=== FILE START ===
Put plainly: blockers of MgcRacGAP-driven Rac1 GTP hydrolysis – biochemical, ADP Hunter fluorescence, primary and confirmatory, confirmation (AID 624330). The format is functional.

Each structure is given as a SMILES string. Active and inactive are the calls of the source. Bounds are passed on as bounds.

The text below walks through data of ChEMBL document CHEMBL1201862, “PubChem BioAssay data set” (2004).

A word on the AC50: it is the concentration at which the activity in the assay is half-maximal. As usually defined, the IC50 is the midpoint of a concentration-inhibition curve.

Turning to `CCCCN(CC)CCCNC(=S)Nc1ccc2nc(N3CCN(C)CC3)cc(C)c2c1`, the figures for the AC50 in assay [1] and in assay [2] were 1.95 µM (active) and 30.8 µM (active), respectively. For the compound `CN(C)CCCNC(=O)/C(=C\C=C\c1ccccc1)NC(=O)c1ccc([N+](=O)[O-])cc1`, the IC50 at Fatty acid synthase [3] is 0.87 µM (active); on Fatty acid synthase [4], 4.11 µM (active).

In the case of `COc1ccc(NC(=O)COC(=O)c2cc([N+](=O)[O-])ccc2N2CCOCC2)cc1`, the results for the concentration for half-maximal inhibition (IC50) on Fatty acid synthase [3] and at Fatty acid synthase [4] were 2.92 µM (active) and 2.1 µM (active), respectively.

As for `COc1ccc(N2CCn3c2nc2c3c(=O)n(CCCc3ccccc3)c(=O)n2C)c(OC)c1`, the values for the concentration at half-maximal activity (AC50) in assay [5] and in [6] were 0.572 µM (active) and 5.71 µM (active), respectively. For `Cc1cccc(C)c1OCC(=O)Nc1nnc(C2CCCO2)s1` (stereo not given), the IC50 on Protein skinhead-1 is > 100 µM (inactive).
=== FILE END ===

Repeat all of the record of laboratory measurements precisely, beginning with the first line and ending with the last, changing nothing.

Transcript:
Put plainly: blockers of MgcRacGAP-driven Rac1 GTP hydrolysis – biochemical, ADP Hunter fluorescence, primary and confirmatory, confirmation (AID 624330). The format is functional.

Each structure is given as a SMILES string. Active and inactive are the calls of the source. Bounds are passed on as bounds.

The text below walks through data of ChEMBL document CHEMBL1201862, “PubChem BioAssay data set” (2004).

A word on the AC50: it is the concentration at which the activity in the assay is half-maximal. As usually defined, the IC50 is the midpoint of a concentration-inhibition curve.

Turning to `CCCCN(CC)CCCNC(=S)Nc1ccc2nc(N3CCN(C)CC3)cc(C)c2c1`, the figures for the AC50 in assay [1] and in assay [2] were 1.95 µM (active) and 30.8 µM (active), respectively. For the compound `CN(C)CCCNC(=O)/C(=C\C=C\c1ccccc1)NC(=O)c1ccc([N+](=O)[O-])cc1`, the IC50 at Fatty acid synthase [3] is 0.87 µM (active); on Fatty acid synthase [4], 4.11 µM (active).

In the case of `COc1ccc(NC(=O)COC(=O)c2cc([N+](=O)[O-])ccc2N2CCOCC2)cc1`, the results for the concentration for half-maximal inhibition (IC50) on Fatty acid synthase [3] and at Fatty acid synthase [4] were 2.92 µM (active) and 2.1 µM (active), respectively.

As for `COc1ccc(N2CCn3c2nc2c3c(=O)n(CCCc3ccccc3)c(=O)n2C)c(OC)c1`, the values for the concentration at half-maximal activity (AC50) in assay [5] and in [6] were 0.572 µM (active) and 5.71 µM (active), respectively. For `Cc1cccc(C)c1OCC(=O)Nc1nnc(C2CCCO2)s1` (stereo not given), the IC50 on Protein skinhead-1 is > 100 µM (inactive).